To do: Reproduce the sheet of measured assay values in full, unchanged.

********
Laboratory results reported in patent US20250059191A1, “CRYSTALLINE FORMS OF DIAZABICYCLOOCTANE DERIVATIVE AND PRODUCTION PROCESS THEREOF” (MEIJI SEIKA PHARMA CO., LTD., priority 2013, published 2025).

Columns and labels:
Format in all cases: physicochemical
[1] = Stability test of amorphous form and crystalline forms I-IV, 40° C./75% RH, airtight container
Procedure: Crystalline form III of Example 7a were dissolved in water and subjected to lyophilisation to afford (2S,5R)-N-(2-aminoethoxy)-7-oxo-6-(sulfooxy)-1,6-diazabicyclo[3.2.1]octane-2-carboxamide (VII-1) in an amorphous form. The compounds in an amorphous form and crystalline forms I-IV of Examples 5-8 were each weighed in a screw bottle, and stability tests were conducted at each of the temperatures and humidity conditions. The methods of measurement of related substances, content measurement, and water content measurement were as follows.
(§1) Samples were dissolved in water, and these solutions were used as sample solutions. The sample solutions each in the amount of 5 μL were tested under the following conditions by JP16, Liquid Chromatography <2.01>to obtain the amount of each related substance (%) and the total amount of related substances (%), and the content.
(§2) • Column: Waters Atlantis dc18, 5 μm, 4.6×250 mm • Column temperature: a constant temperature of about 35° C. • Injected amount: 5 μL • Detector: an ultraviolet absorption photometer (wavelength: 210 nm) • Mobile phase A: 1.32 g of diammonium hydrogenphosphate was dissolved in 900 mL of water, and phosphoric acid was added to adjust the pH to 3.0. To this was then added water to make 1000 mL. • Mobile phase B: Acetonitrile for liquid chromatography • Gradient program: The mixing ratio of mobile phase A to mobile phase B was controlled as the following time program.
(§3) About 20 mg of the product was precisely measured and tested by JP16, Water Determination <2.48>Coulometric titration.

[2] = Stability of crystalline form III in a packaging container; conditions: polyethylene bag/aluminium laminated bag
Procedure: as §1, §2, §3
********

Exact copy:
Laboratory results reported in patent US20250059191A1, “CRYSTALLINE FORMS OF DIAZABICYCLOOCTANE DERIVATIVE AND PRODUCTION PROCESS THEREOF” (MEIJI SEIKA PHARMA CO., LTD., priority 2013, published 2025).

Columns and labels:
Format in all cases: physicochemical
[1] = Stability test of amorphous form and crystalline forms I-IV, 40° C./75% RH, airtight container
Procedure: Crystalline form III of Example 7a were dissolved in water and subjected to lyophilisation to afford (2S,5R)-N-(2-aminoethoxy)-7-oxo-6-(sulfooxy)-1,6-diazabicyclo[3.2.1]octane-2-carboxamide (VII-1) in an amorphous form. The compounds in an amorphous form and crystalline forms I-IV of Examples 5-8 were each weighed in a screw bottle, and stability tests were conducted at each of the temperatures and humidity conditions. The methods of measurement of related substances, content measurement, and water content measurement were as follows.
(§1) Samples were dissolved in water, and these solutions were used as sample solutions. The sample solutions each in the amount of 5 μL were tested under the following conditions by JP16, Liquid Chromatography <2.01>to obtain the amount of each related substance (%) and the total amount of related substances (%), and the content.
(§2) • Column: Waters Atlantis dc18, 5 μm, 4.6×250 mm • Column temperature: a constant temperature of about 35° C. • Injected amount: 5 μL • Detector: an ultraviolet absorption photometer (wavelength: 210 nm) • Mobile phase A: 1.32 g of diammonium hydrogenphosphate was dissolved in 900 mL of water, and phosphoric acid was added to adjust the pH to 3.0. To this was then added water to make 1000 mL. • Mobile phase B: Acetonitrile for liquid chromatography • Gradient program: The mixing ratio of mobile phase A to mobile phase B was controlled as the following time program.
(§3) About 20 mg of the product was precisely measured and tested by JP16, Water Determination <2.48>Coulometric titration.

[2] = Stability of crystalline form III in a packaging container; conditions: polyethylene bag/aluminium laminated bag
Procedure: as §1, §2, §3